Secretary Duncan Officially Announces $30 Million for Promise Neighborhoods

29 Apr 2011 |

On Wednesday, Secretary of Education Arne Duncan announced $30 million in funding for a second round of Promise Neighborhood grants. This amount represents a three-fold increase in funding for Promise Neighborhoods in 2010, and is a crucial investment in our nation’s children at a time of huge budget cuts.

“This program recognizes that a strong school is the center of a strong community and by working together to meet the larger social challenges outside the classroom we enable children to succeed inside the classroom,” said U.S. Secretary of Education Arne Duncan.

Promise Neighborhoods are inspired by the model of the Harlem Children’s Zone, which has demonstrated results at every developmental age and currently has over 600 young people in college. When President Obama was on the campaign trail, he pledged that, if elected, he would replicate the Harlem Children’s Zone model all over the country. This $30 million investment, following $10 million last year, is a big step toward making that promise a reality.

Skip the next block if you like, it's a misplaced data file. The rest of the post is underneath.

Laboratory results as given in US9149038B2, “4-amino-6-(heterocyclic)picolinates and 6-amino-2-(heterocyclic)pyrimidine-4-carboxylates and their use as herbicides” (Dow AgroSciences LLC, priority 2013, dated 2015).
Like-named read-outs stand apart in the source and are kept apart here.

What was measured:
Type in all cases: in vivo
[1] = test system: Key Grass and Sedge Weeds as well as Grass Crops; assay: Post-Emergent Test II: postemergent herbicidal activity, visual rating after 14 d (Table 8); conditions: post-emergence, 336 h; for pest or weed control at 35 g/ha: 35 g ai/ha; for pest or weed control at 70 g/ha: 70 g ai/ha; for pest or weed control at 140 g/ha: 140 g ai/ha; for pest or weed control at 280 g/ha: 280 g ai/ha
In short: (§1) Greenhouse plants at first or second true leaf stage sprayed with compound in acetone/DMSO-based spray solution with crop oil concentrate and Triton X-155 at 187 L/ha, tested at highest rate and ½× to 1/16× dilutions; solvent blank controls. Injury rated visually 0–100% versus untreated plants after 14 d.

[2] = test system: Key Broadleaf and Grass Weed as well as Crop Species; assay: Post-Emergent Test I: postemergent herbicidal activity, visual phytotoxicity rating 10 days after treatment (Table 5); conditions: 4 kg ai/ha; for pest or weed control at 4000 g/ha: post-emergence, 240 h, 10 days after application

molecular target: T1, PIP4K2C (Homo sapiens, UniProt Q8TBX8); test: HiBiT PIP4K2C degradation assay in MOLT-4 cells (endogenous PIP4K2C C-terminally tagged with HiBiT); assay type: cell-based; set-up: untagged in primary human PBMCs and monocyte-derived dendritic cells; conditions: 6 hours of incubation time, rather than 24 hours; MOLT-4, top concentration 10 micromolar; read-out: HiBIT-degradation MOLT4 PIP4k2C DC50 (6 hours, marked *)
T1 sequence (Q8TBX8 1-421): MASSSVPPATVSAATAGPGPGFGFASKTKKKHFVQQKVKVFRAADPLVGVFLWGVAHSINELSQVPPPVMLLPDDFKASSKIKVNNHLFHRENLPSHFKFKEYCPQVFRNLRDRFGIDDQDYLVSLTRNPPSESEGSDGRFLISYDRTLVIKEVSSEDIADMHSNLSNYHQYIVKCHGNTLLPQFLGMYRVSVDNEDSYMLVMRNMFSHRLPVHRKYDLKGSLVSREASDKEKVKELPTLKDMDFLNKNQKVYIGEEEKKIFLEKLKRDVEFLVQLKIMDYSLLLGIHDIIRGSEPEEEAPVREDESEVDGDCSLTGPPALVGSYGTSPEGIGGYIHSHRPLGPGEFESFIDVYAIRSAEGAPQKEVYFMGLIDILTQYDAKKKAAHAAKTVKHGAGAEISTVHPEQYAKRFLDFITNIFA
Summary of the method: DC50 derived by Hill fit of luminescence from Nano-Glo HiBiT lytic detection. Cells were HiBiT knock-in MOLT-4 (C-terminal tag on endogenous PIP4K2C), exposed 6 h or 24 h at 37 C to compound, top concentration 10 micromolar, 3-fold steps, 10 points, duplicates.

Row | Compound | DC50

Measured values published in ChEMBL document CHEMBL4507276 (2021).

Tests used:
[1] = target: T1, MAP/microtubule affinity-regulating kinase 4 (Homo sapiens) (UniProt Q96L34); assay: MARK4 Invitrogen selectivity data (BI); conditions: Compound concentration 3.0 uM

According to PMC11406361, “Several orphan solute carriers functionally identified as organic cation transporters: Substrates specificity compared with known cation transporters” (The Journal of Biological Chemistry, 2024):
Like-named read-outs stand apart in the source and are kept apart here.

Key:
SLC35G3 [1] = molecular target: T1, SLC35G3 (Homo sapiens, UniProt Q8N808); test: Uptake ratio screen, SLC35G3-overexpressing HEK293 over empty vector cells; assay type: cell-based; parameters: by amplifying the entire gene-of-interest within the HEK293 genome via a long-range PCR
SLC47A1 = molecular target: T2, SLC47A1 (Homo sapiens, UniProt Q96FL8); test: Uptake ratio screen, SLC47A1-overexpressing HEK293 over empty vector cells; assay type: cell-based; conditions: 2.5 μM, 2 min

“One in six children lives in poverty in this country,” said Michael McAfee, Director of the Promise Neighborhoods Institute at PolicyLink. “We know Promise Neighborhoods can work to break the cycle of poverty by wrapping children in education, health, and social supports, and we’re pleased that the government will continue to make them a priority.”

Secretary Duncan delivered the news at a town hall meeting held by the DC Promise Neighborhood Initiative, one of 21 communities who received a Promise Neighborhood planning grant in 2010. The $30 million will be divided between planning and implementation grants. All communities will be eligible to apply for this funding, not just those who received grants last year.

“We are seeing a lot of enthusiasm for the program across the country,” said McAfee. “Success stories are coming out of Los Angeles, the Northern Cheyenne Nation in Montana, in rural Kentucky—the Promise Neighborhoods concept can work anywhere.”